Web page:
Tuesday, February 15, 2011

Other People And You

Know Yourself:

Some people seem to decide very early in their lives whether or not they want to care about and have compassion for others’ feelings. As a result, all of us, have different levels of the willingness to feel or care about others’ feelings. Yet to some it takes an often tragic life changing event to deeply feel others’ pain and joy, while other people never seem to care. Some people can recall caring about others’ pain and joy from a very young age, while other people remember being concerned mostly with their own feelings and needs. We are all unique individuals who act from our very own set of beliefs, needs, fears, and desires.

The people who have been divinly chosen to experience a greater level of compassion are often the ones that become the caretakers, while the less compassionate people become the takers. Caretakers are those people who have learned from life, a much deeper love, such as to take responsibility for other's feelings and well-being, while takers are people who expect others to take responsibility for their feelings and well-being and often blame others when they don’t take on this responsibility.

If you are one of these gifted compassionate persons who easily feels others’ feelings, you might find yourself drawn to people who are in pain. Your compassionate heart naturally wants to help those people who are in pain, not only out of caring, but also because of your empathy, their pain can also be painful to you. It matters not to you that this person may not care about your feelings as much as you care about his or hers.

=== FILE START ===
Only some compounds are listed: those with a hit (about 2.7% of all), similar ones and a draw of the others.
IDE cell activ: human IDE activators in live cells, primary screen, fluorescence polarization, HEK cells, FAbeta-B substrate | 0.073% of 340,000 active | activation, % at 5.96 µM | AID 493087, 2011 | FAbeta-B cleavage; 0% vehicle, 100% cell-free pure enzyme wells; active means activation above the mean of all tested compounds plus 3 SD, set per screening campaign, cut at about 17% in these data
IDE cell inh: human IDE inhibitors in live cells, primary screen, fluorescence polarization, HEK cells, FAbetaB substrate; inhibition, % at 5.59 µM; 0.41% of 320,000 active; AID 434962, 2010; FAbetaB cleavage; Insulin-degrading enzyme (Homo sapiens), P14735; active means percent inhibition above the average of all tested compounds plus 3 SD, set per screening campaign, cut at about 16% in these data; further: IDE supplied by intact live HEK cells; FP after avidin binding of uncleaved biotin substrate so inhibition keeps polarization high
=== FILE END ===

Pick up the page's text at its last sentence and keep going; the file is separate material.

It is without a doubt, that women are more gifted with empathy, for they seem to have more wisdom, and are genetically wired to be the natural maternalistic care takers that keep us from extinction; thus compassion is seen as way of life for most women. It really doesn’t take long for one to discern a true loving heart once you have learned to have compassion for yourself, trusting your perceptions, and accept your lack of control over others. People betray their intention to either give love or to get it, or to give to get, with everything they say and do. With practice, you can learn to discern the loving heart very early in any kind of a relationship. If you desire to stop recreating the same disappointing relationships over and over, then develop your power of (discernment). So, how do you become discerning of those who keep a loving, caring and compassionate heart? The first step is to focus on developing as much compassion for your own feelings as you have for others. Alas, some very caring and wonderful people so often leave themselves out of the equation, by caring about others far more than they care about themselves. This leaves them very vulnerable to becoming the caretaker for someone who just wants someone else to take care of them, and then gets angry when you don’t do it “right." If you have developed the proper self love, and compassion for yourself; you will start to feel much more quickly when someone is not really caring about you. If you are just focused on another’s feelings, you won’t notice what you feel, and it is your own feelings that allow you to discern caring from a lack of caring.




“Treat others as you want to be treated” paraphrased from a wide variety of sources begins to provide a model for acting with empathy. Perhaps a more accurate model is given by the “platinum rule”: Treat others as they want to be treated. The principle of empathy may be sufficient to develop a complete and socially valuable code of ethics. Various organizations have developed codes of ethics based primarily on the principle of empathy. Here are some examples:"

The United Nations Universal Declaration of Human Rights.
Code of Ethics of the National Association of Social Workers

3 comments:

Bebbi said...

I really needed to hear this today. Thank you so much for your insights. :) I appreciate you.

Antares said...

Gigantic hugs!

Walt said...

My faithful all seem to like shades♥♥

http://www.youtube.com/watch?v=VeJRUom5jA8&feature=related